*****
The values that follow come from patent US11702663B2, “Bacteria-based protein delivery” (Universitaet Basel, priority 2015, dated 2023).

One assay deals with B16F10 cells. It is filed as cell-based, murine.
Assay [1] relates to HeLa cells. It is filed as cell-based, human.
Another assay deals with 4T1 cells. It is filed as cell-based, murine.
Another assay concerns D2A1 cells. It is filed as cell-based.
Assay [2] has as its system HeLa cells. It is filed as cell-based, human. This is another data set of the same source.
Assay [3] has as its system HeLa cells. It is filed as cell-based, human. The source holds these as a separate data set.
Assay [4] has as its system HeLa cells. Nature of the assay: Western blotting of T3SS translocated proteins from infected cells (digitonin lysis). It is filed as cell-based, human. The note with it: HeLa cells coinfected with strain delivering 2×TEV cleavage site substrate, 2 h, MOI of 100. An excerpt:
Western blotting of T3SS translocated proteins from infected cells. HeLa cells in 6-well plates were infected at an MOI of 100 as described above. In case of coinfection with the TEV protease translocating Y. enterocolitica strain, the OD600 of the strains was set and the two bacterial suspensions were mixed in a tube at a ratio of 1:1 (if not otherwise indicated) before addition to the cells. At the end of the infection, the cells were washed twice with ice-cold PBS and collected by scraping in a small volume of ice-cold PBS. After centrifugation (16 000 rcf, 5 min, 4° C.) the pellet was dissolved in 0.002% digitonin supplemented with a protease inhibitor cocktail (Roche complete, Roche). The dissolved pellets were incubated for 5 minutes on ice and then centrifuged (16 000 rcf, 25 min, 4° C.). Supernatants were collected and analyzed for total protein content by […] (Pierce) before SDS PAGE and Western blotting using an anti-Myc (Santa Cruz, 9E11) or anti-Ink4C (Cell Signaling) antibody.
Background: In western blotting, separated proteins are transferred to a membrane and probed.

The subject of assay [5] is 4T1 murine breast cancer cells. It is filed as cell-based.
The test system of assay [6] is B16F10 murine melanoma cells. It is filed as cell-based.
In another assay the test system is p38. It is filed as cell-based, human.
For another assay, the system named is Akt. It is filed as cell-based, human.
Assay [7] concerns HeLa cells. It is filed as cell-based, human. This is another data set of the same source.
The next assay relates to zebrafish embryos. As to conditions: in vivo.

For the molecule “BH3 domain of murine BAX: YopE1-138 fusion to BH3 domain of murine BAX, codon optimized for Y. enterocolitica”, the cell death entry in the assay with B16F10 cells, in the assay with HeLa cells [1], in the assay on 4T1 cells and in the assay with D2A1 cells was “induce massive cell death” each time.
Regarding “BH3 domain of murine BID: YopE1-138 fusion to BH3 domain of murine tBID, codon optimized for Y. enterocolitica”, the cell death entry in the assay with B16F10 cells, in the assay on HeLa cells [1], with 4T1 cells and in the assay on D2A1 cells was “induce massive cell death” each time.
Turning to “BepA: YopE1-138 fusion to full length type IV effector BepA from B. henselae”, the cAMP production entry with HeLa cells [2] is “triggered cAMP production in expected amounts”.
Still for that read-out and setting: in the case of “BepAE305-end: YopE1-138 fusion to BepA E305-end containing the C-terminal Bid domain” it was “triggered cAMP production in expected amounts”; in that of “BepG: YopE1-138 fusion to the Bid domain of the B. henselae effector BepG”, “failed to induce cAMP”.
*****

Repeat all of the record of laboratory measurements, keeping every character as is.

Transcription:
The values that follow come from patent US11702663B2, “Bacteria-based protein delivery” (Universitaet Basel, priority 2015, dated 2023).

One assay deals with B16F10 cells. It is filed as cell-based, murine.
Assay [1] relates to HeLa cells. It is filed as cell-based, human.
Another assay deals with 4T1 cells. It is filed as cell-based, murine.
Another assay concerns D2A1 cells. It is filed as cell-based.
Assay [2] has as its system HeLa cells. It is filed as cell-based, human. This is another data set of the same source.
Assay [3] has as its system HeLa cells. It is filed as cell-based, human. The source holds these as a separate data set.
Assay [4] has as its system HeLa cells. Nature of the assay: Western blotting of T3SS translocated proteins from infected cells (digitonin lysis). It is filed as cell-based, human. The note with it: HeLa cells coinfected with strain delivering 2×TEV cleavage site substrate, 2 h, MOI of 100. An excerpt:
Western blotting of T3SS translocated proteins from infected cells. HeLa cells in 6-well plates were infected at an MOI of 100 as described above. In case of coinfection with the TEV protease translocating Y. enterocolitica strain, the OD600 of the strains was set and the two bacterial suspensions were mixed in a tube at a ratio of 1:1 (if not otherwise indicated) before addition to the cells. At the end of the infection, the cells were washed twice with ice-cold PBS and collected by scraping in a small volume of ice-cold PBS. After centrifugation (16 000 rcf, 5 min, 4° C.) the pellet was dissolved in 0.002% digitonin supplemented with a protease inhibitor cocktail (Roche complete, Roche). The dissolved pellets were incubated for 5 minutes on ice and then centrifuged (16 000 rcf, 25 min, 4° C.). Supernatants were collected and analyzed for total protein content by […] (Pierce) before SDS PAGE and Western blotting using an anti-Myc (Santa Cruz, 9E11) or anti-Ink4C (Cell Signaling) antibody.
Background: In western blotting, separated proteins are transferred to a membrane and probed.

The subject of assay [5] is 4T1 murine breast cancer cells. It is filed as cell-based.
The test system of assay [6] is B16F10 murine melanoma cells. It is filed as cell-based.
In another assay the test system is p38. It is filed as cell-based, human.
For another assay, the system named is Akt. It is filed as cell-based, human.
Assay [7] concerns HeLa cells. It is filed as cell-based, human. This is another data set of the same source.
The next assay relates to zebrafish embryos. As to conditions: in vivo.

For the molecule “BH3 domain of murine BAX: YopE1-138 fusion to BH3 domain of murine BAX, codon optimized for Y. enterocolitica”, the cell death entry in the assay with B16F10 cells, in the assay with HeLa cells [1], in the assay on 4T1 cells and in the assay with D2A1 cells was “induce massive cell death” each time.
Regarding “BH3 domain of murine BID: YopE1-138 fusion to BH3 domain of murine tBID, codon optimized for Y. enterocolitica”, the cell death entry in the assay with B16F10 cells, in the assay on HeLa cells [1], with 4T1 cells and in the assay on D2A1 cells was “induce massive cell death” each time.
Turning to “BepA: YopE1-138 fusion to full length type IV effector BepA from B. henselae”, the cAMP production entry with HeLa cells [2] is “triggered cAMP production in expected amounts”.
Still for that read-out and setting: in the case of “BepAE305-end: YopE1-138 fusion to BepA E305-end containing the C-terminal Bid domain” it was “triggered cAMP production in expected amounts”; in that of “BepG: YopE1-138 fusion to the Bid domain of the B. henselae effector BepG”, “failed to induce cAMP”.